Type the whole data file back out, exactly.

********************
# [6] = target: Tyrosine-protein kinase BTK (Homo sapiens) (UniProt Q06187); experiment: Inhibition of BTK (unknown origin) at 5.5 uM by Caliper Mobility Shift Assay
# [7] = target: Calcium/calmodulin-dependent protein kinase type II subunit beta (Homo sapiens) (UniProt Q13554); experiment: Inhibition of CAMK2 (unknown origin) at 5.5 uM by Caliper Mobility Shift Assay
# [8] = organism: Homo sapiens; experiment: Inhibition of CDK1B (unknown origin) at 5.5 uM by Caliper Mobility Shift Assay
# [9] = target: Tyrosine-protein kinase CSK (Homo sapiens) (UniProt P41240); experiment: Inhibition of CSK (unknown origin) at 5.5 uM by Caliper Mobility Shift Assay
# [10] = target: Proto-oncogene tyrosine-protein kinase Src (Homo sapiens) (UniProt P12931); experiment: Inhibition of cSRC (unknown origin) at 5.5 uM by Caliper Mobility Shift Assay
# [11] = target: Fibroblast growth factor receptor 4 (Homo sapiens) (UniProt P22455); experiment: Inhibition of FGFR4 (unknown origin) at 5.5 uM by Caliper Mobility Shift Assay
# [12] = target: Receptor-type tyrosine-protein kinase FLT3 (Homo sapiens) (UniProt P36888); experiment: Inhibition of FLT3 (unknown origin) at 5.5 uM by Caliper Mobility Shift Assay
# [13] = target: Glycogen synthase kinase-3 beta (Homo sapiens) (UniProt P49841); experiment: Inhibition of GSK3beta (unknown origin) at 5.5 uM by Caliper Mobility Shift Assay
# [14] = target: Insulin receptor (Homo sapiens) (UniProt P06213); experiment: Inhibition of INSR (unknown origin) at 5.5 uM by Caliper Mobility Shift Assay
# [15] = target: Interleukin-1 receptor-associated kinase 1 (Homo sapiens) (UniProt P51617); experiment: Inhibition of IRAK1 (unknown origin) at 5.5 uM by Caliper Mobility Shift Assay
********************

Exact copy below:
# [6] = target: Tyrosine-protein kinase BTK (Homo sapiens) (UniProt Q06187); experiment: Inhibition of BTK (unknown origin) at 5.5 uM by Caliper Mobility Shift Assay
# [7] = target: Calcium/calmodulin-dependent protein kinase type II subunit beta (Homo sapiens) (UniProt Q13554); experiment: Inhibition of CAMK2 (unknown origin) at 5.5 uM by Caliper Mobility Shift Assay
# [8] = organism: Homo sapiens; experiment: Inhibition of CDK1B (unknown origin) at 5.5 uM by Caliper Mobility Shift Assay
# [9] = target: Tyrosine-protein kinase CSK (Homo sapiens) (UniProt P41240); experiment: Inhibition of CSK (unknown origin) at 5.5 uM by Caliper Mobility Shift Assay
# [10] = target: Proto-oncogene tyrosine-protein kinase Src (Homo sapiens) (UniProt P12931); experiment: Inhibition of cSRC (unknown origin) at 5.5 uM by Caliper Mobility Shift Assay
# [11] = target: Fibroblast growth factor receptor 4 (Homo sapiens) (UniProt P22455); experiment: Inhibition of FGFR4 (unknown origin) at 5.5 uM by Caliper Mobility Shift Assay
# [12] = target: Receptor-type tyrosine-protein kinase FLT3 (Homo sapiens) (UniProt P36888); experiment: Inhibition of FLT3 (unknown origin) at 5.5 uM by Caliper Mobility Shift Assay
# [13] = target: Glycogen synthase kinase-3 beta (Homo sapiens) (UniProt P49841); experiment: Inhibition of GSK3beta (unknown origin) at 5.5 uM by Caliper Mobility Shift Assay
# [14] = target: Insulin receptor (Homo sapiens) (UniProt P06213); experiment: Inhibition of INSR (unknown origin) at 5.5 uM by Caliper Mobility Shift Assay
# [15] = target: Interleukin-1 receptor-associated kinase 1 (Homo sapiens) (UniProt P51617); experiment: Inhibition of IRAK1 (unknown origin) at 5.5 uM by Caliper Mobility Shift Assay